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Stop signThe anniversary of last year’s tragedy at Sandy Hook Elementary School is coming up.The events of December 14, 2012 were so horrific that the nation vowed it would never happen again. Until it did – at the Boston Marathon when a ten year old boy died moments after watching his father cross the finish line. His five year old sister was among several other children who were seriously maimed.

Though these murderous acts are more random and infrequent than they appear in the media, they can and do shake us to our core.  So should the more frequently occurring acts of childhood victimization that cause suffering for thousands of children every day.

Working to stop or draw attention to the suffering endured by all these innocents seems like an appropriate tribute to the lives lost at Sandy Hook.

There are lots of ways to do this. Non-profit organizations like Men of Hope, founded in Canada in 2010, increase awareness of childhood victimization though public education. They raise resources for survivors through the charity events they sponsor. You can follow them on Twitter @MenofHope1

Jane Donovan, a volunteer at Children’s Advocacy Center of Collin County, Texas, tries to increase children’s awareness of appropriate and inappropriate adult behavior. She started a puppet company The Kids Count Players in 2004.  Since then, the puppets have performed for over 40,000 children in Kindergarten through second grade. The skits teach children how to stay safe and get help when they need it. You can watch one of their performances at www.cacollincounty.org/event_details/education-kep.html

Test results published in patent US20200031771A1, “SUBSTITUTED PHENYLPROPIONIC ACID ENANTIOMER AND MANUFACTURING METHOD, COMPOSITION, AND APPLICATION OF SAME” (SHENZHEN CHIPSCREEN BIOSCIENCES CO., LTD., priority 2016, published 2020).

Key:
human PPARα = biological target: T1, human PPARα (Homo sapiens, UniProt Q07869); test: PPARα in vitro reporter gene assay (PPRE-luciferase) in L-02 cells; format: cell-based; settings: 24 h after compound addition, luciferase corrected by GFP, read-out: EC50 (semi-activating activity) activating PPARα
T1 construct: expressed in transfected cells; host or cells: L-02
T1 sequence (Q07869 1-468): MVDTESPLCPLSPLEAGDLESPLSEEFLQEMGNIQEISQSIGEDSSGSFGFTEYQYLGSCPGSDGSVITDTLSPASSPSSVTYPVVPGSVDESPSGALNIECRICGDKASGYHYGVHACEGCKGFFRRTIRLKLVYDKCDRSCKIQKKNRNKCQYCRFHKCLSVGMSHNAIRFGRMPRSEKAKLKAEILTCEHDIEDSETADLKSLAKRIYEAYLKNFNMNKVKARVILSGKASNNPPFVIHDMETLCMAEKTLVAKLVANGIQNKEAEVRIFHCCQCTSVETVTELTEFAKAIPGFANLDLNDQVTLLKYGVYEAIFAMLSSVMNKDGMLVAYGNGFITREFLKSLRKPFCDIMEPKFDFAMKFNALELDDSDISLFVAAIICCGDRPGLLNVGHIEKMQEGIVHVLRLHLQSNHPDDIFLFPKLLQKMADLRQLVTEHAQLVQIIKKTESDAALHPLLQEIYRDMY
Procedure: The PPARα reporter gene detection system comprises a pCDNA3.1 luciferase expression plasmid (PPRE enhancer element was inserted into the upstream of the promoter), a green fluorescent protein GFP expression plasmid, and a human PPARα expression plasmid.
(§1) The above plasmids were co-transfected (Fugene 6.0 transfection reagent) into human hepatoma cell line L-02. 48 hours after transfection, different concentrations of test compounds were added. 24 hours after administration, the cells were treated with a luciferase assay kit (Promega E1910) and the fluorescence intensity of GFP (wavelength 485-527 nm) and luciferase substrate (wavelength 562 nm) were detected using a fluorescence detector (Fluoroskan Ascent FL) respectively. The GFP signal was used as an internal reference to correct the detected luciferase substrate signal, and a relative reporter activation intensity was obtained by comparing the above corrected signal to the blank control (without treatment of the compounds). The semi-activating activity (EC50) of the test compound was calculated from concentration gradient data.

Shelley Calissendorff tries to break the intergenerational transmission of abuse and neglect by offering parents new ideas about how to care for infants and toddlers. Her engaging “Baby Bits” appear regularly at www.SmileAtYourBaby.org. They can be downloaded and shared at childcare programs, doctors’ offices, and other places frequently visited by young families.

Building one’s capacity to respond to the needs of children with early trauma histories is a another way to make change happen. The Safe Start Center is a national program committed to helping early childhood professionals provide trauma-informed services to young children. It sponsors training programs throughout the United States. Contact them at www.safestartcenter.com.

Those interested in learning more about the needs of school-aged children and youths can visit www.traumasensitveschools.org to find out what states are doing to make educators more trauma informed.

Let’s remember the lives lost at Sandy Hook by ending the senseless pain so many youngsters endure. Let’s stop the violence now.